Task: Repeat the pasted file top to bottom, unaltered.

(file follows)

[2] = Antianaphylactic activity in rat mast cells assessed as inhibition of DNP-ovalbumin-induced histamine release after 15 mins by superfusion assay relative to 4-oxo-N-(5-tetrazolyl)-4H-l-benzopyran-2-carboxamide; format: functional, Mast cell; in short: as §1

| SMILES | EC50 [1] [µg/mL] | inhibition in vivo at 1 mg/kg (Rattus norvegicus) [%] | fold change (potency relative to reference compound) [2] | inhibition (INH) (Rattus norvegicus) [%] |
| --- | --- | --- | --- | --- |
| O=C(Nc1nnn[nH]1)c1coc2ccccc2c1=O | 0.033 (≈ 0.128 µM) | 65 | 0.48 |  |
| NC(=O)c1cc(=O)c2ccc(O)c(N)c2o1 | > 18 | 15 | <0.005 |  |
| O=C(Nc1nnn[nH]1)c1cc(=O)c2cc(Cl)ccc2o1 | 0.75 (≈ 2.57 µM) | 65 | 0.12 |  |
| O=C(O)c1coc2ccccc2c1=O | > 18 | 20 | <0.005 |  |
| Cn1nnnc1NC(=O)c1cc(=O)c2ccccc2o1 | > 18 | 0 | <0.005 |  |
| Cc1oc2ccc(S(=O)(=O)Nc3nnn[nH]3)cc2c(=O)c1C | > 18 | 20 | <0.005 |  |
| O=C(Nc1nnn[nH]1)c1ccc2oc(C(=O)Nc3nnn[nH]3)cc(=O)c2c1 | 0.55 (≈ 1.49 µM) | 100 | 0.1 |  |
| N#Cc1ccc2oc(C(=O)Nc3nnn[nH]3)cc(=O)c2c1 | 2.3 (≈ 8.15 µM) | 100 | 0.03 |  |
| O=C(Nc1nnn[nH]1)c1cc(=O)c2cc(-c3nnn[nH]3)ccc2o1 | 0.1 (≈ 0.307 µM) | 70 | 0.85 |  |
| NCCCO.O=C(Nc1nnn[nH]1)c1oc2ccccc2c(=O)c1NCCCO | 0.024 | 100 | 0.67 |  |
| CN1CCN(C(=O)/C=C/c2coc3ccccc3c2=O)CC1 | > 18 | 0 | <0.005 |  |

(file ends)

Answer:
[2] = Antianaphylactic activity in rat mast cells assessed as inhibition of DNP-ovalbumin-induced histamine release after 15 mins by superfusion assay relative to 4-oxo-N-(5-tetrazolyl)-4H-l-benzopyran-2-carboxamide; format: functional, Mast cell; in short: as §1

| SMILES | EC50 [1] [µg/mL] | inhibition in vivo at 1 mg/kg (Rattus norvegicus) [%] | fold change (potency relative to reference compound) [2] | inhibition (INH) (Rattus norvegicus) [%] |
| --- | --- | --- | --- | --- |
| O=C(Nc1nnn[nH]1)c1coc2ccccc2c1=O | 0.033 (≈ 0.128 µM) | 65 | 0.48 |  |
| NC(=O)c1cc(=O)c2ccc(O)c(N)c2o1 | > 18 | 15 | <0.005 |  |
| O=C(Nc1nnn[nH]1)c1cc(=O)c2cc(Cl)ccc2o1 | 0.75 (≈ 2.57 µM) | 65 | 0.12 |  |
| O=C(O)c1coc2ccccc2c1=O | > 18 | 20 | <0.005 |  |
| Cn1nnnc1NC(=O)c1cc(=O)c2ccccc2o1 | > 18 | 0 | <0.005 |  |
| Cc1oc2ccc(S(=O)(=O)Nc3nnn[nH]3)cc2c(=O)c1C | > 18 | 20 | <0.005 |  |
| O=C(Nc1nnn[nH]1)c1ccc2oc(C(=O)Nc3nnn[nH]3)cc(=O)c2c1 | 0.55 (≈ 1.49 µM) | 100 | 0.1 |  |
| N#Cc1ccc2oc(C(=O)Nc3nnn[nH]3)cc(=O)c2c1 | 2.3 (≈ 8.15 µM) | 100 | 0.03 |  |
| O=C(Nc1nnn[nH]1)c1cc(=O)c2cc(-c3nnn[nH]3)ccc2o1 | 0.1 (≈ 0.307 µM) | 70 | 0.85 |  |
| NCCCO.O=C(Nc1nnn[nH]1)c1oc2ccccc2c(=O)c1NCCCO | 0.024 | 100 | 0.67 |  |
| CN1CCN(C(=O)/C=C/c2coc3ccccc3c2=O)CC1 | > 18 | 0 | <0.005 |  |